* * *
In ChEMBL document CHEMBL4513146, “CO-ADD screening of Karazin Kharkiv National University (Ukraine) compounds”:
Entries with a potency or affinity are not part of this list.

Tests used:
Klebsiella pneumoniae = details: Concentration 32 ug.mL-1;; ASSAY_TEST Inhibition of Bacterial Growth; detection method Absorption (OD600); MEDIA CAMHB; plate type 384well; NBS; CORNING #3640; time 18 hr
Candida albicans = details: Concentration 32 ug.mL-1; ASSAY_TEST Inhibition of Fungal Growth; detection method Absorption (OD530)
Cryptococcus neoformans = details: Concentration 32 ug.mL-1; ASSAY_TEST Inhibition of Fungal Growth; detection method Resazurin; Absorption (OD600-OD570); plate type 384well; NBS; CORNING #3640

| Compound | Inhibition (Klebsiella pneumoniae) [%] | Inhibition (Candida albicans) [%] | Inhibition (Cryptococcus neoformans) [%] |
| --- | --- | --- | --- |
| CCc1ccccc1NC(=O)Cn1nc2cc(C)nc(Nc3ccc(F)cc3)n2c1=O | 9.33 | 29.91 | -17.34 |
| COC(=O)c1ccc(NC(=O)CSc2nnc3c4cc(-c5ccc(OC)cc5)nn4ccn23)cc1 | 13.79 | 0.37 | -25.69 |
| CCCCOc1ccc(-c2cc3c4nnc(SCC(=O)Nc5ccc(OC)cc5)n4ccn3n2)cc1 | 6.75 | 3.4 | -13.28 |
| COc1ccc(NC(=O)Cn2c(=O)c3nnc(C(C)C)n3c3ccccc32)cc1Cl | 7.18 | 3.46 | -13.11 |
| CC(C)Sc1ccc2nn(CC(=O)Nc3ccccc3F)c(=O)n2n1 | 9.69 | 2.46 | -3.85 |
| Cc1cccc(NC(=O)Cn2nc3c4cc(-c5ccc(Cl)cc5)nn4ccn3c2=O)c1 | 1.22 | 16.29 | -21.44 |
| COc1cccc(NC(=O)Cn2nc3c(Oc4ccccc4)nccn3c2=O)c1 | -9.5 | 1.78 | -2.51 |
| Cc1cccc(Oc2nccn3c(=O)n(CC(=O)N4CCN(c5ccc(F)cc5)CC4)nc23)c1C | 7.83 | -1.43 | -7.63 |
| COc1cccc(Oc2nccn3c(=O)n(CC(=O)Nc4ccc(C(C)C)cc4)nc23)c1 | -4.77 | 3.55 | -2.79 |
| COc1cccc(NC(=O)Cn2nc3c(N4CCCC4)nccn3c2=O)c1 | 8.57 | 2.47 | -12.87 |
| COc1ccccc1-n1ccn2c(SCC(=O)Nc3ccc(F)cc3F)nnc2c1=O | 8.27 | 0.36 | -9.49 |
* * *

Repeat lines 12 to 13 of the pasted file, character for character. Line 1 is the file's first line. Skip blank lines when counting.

| COc1ccc(NC(=O)Cn2c(=O)c3nnc(C(C)C)n3c3ccccc32)cc1Cl | 7.18 | 3.46 | -13.11 |
| CC(C)Sc1ccc2nn(CC(=O)Nc3ccccc3F)c(=O)n2n1 | 9.69 | 2.46 | -3.85 |